For those who are still interested in volunteering with the DuPage County Forest Preserve, it is possible to apply for a staff volunteer position. As part of the volunteer program at the forest preserve district, participants are trained and given the proper equipment to aid in a variety of volunteer opportunities. According to Bakker, schedules for the volunteer programs are flexible and allow for people of all backgrounds to be a part of the program. 

“People can give two hours a year to a program, or we have people who have more free time who give hours each day or a couple of times a week. So, we’re willing to work with people of all kinds,” Bakker explained. “We have volunteers in their youth and volunteers over 100 years old. I know I had one volunteer over the summer who was in his 90s.”

Volunteering doesn’t stop when Earth Day ends. The DuPage County Forest Preserve and other organizations within the greater DuPage County community offer a plethora of opportunities to fit virtually anyone’s schedule.  

“I wish that it wasn’t just Earth Day or Earth Week; I wish it was all year long,” Bakker said.  “Let’s spread out all the work. You could have hundreds or thousands of volunteers up one day, but if you could spread that out over the course of the year, you could get so much more done.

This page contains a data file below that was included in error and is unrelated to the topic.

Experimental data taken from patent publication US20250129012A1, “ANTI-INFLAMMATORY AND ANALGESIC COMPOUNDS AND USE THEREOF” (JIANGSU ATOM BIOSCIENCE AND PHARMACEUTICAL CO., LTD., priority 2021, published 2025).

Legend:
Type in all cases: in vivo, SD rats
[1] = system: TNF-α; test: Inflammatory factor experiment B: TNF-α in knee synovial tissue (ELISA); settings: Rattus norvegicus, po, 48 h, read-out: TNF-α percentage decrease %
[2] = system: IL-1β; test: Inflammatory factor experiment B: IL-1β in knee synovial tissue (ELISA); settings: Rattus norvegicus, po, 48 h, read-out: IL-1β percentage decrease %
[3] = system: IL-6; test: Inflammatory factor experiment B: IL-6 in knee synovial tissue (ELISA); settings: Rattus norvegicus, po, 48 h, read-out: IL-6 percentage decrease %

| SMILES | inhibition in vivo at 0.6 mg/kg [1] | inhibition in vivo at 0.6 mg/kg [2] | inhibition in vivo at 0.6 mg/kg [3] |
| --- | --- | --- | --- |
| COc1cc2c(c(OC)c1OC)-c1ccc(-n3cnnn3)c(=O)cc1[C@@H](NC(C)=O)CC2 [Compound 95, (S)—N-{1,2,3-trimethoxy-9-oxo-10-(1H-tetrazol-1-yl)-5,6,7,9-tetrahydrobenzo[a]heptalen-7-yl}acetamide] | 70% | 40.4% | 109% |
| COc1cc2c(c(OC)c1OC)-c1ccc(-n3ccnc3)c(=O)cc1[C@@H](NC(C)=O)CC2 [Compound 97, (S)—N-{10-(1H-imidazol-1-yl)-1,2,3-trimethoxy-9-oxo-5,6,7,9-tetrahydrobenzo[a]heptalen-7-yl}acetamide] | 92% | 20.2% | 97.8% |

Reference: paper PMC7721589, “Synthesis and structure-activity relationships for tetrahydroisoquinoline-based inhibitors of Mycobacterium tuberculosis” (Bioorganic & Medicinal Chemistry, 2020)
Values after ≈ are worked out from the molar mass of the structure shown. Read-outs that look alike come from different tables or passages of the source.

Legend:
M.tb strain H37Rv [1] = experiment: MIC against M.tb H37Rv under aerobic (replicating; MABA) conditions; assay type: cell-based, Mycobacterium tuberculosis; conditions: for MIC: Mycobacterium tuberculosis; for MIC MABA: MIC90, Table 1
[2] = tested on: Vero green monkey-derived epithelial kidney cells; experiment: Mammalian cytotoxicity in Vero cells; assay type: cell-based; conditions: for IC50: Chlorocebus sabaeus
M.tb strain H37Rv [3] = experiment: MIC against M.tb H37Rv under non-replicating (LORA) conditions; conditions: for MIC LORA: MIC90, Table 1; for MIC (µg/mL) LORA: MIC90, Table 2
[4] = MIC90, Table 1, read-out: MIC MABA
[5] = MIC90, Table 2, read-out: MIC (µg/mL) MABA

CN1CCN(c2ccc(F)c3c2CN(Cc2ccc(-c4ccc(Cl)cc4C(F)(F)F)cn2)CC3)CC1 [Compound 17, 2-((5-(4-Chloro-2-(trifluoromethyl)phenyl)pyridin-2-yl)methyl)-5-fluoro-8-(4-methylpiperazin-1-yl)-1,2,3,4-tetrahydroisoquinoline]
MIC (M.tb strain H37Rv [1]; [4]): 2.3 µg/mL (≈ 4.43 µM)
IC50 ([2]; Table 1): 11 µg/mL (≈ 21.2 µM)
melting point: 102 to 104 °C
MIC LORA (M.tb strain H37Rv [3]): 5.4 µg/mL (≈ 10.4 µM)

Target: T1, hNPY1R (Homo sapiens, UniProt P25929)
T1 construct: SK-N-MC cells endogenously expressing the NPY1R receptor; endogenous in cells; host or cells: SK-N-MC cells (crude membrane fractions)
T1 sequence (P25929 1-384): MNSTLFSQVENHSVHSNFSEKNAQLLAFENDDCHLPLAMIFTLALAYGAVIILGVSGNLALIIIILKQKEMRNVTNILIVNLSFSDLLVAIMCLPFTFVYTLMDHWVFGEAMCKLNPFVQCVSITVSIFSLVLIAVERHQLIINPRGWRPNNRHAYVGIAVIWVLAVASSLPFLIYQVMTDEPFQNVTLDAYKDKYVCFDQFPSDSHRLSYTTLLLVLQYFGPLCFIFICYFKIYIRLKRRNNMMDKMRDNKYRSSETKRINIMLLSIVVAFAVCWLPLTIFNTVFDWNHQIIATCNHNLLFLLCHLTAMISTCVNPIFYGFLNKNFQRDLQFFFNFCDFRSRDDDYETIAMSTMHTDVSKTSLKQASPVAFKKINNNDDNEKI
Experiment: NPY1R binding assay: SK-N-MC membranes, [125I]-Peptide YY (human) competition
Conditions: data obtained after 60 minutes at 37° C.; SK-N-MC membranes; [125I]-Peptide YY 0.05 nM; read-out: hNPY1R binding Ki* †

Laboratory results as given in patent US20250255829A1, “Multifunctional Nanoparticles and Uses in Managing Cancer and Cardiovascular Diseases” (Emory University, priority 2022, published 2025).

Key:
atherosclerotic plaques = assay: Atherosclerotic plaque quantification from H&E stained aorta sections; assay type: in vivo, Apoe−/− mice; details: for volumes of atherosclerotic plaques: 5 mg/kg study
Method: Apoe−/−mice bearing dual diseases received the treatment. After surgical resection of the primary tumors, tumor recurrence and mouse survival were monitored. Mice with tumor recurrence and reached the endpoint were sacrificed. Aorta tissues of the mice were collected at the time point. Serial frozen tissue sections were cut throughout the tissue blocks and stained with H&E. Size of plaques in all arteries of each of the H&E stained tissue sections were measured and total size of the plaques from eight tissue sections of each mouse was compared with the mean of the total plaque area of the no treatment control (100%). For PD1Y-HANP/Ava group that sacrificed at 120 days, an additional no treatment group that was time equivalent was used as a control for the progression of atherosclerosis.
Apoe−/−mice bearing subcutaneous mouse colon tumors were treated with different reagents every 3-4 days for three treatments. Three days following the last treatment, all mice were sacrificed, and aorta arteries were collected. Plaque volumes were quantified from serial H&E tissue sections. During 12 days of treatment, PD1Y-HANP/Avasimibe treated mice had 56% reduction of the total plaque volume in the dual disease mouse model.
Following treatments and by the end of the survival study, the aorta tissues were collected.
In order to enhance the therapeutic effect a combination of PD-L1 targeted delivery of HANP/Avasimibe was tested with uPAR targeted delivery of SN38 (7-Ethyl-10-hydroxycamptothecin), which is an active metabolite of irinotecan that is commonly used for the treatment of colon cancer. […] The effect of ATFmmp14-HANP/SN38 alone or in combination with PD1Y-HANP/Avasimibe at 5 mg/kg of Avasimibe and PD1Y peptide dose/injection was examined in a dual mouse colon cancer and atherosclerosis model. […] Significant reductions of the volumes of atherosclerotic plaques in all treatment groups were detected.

“Personally, I love the feeling when I volunteer, when I give back and help make my community a better place,” Bakker said. “In the world we live in today there’s a lot of big problems that we can’t always change. What you can do is make small changes on a local level and help improve the area that you live in.”

 

Here is a list of local organizations that offer volunteer opportunities:

The DuPage County Forest Preserve District

The DuPage County Forest Preserve District serves to conserve, educate and protect DuPage County’s public lands. The District hosts a plethora of volunteer positions throughout the county. For more information on the various DuPage County Forest Preserve District volunteer programs, visit: dupageforest.org/get-involved/volunteer

The Conservation Foundation

The Conservation Foundation was founded in 1972, and it serves as one of the largest non-profit conservation groups in DuPage, Kane, Kendall and Will Counties. Volunteer opportunities include natural area site maintenance, educational programs and harvesting organic agricultural products at local farms. To get involved, visit: theconservationfoundation.org/get-involved/volunteer

Sustain DuPage

Sustain DuPage is a grassroots organization that aims to enhance the relationship between humans and DuPage County’s varied ecosystems. Programs at Sustain DuPage range from sustainable community meal prep to rescuing native plants. For more information on the programs, visit: sustaindupage.com/projects

SCARCE

School & Community Assistance for Recycling and Composting Education, or SCARCE, is a non-profit organization that has been helping DuPage County become a more sustainable community through children’s educational and recycling programs for over 25 years. Volunteer events at SCARCE mostly revolve around the sorting of unused supplies to be reused or recycled. As of May 2, the volunteer opportunities are halted because of safety concerns over the pandemic. However, visit scarce.org/volunteer for more information regarding the volunteer programs moving forward.